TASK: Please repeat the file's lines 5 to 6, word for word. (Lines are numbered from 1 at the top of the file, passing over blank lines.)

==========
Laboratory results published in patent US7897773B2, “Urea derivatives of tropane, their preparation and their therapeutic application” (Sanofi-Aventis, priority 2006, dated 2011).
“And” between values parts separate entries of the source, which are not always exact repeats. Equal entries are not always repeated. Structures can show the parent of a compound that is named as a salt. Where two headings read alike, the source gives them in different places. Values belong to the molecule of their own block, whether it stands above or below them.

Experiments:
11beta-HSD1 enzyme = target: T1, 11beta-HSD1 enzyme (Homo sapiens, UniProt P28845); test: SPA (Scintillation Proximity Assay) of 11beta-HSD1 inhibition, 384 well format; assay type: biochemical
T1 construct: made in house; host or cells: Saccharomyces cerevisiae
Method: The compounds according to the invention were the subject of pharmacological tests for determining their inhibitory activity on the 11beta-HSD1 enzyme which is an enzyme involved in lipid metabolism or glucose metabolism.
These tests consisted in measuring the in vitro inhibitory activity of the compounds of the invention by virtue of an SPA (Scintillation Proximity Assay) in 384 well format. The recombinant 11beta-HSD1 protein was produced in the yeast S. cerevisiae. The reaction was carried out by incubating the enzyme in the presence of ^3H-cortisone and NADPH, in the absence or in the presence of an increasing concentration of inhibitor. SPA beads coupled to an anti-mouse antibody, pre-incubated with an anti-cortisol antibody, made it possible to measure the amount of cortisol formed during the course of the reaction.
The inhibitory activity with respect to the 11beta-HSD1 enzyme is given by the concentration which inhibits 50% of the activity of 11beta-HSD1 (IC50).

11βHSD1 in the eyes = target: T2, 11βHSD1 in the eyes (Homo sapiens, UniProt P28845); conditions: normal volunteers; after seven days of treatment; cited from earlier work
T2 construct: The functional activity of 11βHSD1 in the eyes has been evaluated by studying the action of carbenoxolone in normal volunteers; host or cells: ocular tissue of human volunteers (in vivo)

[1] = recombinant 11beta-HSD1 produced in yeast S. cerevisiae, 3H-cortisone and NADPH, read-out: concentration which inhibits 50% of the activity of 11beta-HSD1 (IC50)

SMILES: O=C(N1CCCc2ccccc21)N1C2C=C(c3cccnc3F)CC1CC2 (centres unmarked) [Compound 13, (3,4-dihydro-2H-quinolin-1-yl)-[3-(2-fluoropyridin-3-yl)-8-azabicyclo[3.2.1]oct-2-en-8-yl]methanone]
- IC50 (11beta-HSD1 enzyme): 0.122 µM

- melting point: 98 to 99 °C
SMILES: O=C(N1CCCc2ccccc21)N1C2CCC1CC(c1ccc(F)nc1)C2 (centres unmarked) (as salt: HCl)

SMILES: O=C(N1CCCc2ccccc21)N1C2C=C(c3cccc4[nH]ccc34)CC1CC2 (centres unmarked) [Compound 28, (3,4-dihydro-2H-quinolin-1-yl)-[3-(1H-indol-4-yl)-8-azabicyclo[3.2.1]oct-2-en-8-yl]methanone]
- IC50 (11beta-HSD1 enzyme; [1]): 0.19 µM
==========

T1 construct: made in house; host or cells: Saccharomyces cerevisiae
Method: The compounds according to the invention were the subject of pharmacological tests for determining their inhibitory activity on the 11beta-HSD1 enzyme which is an enzyme involved in lipid metabolism or glucose metabolism.